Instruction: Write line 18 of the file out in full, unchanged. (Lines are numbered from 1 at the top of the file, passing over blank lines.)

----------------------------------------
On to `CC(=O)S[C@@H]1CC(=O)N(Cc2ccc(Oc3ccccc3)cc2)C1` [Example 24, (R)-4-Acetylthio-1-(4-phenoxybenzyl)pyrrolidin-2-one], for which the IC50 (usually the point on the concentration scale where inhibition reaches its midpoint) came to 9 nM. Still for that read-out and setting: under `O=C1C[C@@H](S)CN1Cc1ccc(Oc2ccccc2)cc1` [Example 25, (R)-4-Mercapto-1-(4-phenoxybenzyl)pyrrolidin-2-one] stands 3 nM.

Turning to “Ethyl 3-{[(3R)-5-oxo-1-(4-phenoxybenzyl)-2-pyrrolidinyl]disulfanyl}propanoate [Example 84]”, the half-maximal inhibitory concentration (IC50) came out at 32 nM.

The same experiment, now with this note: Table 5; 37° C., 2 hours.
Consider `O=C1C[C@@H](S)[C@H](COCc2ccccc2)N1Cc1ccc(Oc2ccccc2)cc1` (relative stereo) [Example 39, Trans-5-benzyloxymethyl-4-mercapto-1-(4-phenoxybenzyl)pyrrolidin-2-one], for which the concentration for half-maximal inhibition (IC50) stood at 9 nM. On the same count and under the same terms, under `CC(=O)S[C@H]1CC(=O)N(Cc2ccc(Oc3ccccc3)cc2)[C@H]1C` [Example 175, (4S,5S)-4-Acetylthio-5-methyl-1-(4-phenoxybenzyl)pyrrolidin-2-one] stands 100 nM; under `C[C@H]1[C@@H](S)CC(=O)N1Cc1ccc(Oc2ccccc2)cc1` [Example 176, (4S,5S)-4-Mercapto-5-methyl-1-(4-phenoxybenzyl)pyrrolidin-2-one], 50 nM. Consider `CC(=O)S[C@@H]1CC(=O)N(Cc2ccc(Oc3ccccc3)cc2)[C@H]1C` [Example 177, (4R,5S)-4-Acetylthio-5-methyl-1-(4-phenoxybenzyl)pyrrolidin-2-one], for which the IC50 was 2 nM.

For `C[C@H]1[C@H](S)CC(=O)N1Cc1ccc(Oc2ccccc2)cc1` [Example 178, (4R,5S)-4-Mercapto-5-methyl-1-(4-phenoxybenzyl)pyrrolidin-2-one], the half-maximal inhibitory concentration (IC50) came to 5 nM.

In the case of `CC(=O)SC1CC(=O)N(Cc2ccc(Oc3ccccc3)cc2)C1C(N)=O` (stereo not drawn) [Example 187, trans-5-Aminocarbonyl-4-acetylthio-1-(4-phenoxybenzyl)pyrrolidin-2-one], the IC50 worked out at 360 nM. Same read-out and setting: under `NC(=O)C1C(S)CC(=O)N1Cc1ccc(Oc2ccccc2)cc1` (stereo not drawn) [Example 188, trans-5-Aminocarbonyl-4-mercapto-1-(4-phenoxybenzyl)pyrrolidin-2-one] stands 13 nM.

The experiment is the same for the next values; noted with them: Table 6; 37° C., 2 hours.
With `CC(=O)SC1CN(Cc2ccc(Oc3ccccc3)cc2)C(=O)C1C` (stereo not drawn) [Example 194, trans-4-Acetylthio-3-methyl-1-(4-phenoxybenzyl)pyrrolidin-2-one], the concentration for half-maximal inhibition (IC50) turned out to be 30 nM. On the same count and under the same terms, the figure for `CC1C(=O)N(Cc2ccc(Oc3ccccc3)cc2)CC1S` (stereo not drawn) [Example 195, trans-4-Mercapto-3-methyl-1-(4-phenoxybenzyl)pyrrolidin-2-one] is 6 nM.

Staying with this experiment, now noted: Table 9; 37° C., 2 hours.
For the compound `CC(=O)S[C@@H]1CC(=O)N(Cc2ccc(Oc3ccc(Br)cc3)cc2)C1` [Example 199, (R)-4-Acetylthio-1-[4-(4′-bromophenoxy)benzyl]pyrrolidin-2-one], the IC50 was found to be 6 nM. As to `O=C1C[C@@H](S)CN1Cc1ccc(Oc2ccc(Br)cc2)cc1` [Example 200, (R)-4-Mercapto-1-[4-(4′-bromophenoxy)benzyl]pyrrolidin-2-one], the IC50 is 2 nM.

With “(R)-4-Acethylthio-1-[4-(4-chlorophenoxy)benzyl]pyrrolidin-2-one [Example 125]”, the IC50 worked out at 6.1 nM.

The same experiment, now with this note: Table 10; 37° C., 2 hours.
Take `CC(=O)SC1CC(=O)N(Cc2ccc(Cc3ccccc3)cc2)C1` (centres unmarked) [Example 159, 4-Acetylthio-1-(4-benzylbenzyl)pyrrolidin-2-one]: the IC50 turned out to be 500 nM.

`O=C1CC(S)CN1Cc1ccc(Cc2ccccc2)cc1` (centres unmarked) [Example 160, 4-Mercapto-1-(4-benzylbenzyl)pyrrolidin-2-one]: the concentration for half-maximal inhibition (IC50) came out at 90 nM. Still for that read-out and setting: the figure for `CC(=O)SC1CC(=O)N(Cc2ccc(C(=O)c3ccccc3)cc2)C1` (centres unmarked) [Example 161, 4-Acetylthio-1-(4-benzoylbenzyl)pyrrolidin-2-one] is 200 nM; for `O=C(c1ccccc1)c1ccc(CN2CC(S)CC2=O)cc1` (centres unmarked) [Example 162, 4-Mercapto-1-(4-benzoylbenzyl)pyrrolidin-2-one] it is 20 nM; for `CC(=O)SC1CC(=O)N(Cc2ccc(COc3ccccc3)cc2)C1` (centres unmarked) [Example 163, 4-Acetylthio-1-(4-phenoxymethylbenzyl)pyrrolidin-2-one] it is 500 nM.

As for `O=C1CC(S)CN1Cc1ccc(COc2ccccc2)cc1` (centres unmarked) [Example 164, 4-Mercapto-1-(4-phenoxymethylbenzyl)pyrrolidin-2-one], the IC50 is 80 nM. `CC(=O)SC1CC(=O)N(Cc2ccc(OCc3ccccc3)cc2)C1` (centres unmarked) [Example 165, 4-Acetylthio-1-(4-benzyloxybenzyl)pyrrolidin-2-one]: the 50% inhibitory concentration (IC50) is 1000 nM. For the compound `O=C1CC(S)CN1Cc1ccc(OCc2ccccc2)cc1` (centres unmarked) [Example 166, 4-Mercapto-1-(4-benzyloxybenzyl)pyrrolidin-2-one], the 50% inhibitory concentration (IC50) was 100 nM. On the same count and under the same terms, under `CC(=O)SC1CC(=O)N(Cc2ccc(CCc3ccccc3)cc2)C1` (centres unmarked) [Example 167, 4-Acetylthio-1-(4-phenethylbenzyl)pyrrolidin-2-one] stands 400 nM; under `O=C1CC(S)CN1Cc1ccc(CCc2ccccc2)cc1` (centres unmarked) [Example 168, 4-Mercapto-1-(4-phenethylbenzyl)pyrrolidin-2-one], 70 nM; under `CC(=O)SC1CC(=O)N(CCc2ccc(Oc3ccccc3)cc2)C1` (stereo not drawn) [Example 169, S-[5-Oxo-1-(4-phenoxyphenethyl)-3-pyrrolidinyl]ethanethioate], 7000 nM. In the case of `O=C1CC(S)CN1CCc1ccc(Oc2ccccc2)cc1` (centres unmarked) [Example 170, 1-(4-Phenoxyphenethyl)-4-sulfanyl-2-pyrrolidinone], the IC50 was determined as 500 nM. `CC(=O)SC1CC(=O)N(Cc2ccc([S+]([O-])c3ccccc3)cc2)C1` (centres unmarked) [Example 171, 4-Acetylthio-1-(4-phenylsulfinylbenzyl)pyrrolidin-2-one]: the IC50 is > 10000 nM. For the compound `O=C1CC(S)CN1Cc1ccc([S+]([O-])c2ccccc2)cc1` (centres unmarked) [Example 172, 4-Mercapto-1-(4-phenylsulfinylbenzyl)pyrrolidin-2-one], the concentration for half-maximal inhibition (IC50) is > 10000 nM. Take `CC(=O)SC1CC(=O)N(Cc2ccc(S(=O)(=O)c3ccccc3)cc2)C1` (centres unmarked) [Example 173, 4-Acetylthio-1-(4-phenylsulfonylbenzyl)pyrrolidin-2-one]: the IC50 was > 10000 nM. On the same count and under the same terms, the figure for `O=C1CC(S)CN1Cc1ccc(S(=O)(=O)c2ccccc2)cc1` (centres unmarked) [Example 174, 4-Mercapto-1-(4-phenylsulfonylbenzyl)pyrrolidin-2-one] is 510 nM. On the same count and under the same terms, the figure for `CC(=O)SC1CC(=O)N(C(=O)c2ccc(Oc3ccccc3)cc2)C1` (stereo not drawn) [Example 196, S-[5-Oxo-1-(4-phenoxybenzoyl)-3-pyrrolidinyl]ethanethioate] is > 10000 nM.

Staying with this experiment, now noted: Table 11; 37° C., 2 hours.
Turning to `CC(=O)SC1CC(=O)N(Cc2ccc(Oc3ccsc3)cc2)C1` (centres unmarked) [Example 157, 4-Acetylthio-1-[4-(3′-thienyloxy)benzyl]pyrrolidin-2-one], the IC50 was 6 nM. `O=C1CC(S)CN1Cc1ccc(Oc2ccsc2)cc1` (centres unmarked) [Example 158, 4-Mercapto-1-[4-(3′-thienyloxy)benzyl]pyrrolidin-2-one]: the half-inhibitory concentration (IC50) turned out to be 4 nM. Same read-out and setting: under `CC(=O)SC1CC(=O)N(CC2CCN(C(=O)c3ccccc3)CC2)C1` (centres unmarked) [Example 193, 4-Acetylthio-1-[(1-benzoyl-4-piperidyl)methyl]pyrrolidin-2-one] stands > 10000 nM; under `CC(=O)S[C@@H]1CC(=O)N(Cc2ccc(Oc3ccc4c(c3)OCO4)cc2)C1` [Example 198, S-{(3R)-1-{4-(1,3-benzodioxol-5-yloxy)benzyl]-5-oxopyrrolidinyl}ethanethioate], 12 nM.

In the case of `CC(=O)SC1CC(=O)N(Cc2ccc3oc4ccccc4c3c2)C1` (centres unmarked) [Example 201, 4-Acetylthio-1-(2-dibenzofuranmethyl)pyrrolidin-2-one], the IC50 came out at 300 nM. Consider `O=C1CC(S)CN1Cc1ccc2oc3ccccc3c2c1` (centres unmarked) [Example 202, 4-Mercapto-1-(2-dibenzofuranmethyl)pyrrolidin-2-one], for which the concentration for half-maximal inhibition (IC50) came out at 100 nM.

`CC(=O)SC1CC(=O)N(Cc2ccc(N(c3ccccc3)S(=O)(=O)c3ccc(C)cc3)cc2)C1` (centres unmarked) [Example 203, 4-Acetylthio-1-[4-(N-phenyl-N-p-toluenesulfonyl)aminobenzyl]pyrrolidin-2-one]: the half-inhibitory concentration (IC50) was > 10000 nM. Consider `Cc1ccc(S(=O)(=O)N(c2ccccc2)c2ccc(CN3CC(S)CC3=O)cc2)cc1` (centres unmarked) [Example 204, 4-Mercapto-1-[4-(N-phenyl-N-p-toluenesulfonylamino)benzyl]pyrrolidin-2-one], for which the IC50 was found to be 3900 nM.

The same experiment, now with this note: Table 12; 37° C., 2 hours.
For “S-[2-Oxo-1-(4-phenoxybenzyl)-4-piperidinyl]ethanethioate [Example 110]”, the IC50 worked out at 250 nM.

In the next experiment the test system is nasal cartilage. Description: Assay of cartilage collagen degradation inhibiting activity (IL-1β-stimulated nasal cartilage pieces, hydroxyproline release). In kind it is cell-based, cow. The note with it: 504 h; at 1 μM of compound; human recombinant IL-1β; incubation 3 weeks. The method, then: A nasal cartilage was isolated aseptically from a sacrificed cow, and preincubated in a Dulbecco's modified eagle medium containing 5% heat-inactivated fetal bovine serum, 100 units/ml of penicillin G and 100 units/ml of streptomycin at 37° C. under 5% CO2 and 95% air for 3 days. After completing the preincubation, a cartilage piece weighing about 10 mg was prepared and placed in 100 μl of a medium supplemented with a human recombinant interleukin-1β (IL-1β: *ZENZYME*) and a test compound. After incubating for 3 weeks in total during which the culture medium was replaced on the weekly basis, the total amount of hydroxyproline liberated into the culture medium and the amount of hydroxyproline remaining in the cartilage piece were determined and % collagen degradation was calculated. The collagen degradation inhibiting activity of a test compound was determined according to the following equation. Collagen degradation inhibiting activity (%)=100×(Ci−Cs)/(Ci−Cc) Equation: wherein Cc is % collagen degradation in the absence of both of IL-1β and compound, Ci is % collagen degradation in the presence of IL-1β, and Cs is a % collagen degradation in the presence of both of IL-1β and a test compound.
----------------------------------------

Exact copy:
In the case of `CC(=O)SC1CC(=O)N(Cc2ccc3oc4ccccc4c3c2)C1` (centres unmarked) [Example 201, 4-Acetylthio-1-(2-dibenzofuranmethyl)pyrrolidin-2-one], the IC50 came out at 300 nM. Consider `O=C1CC(S)CN1Cc1ccc2oc3ccccc3c2c1` (centres unmarked) [Example 202, 4-Mercapto-1-(2-dibenzofuranmethyl)pyrrolidin-2-one], for which the concentration for half-maximal inhibition (IC50) came out at 100 nM.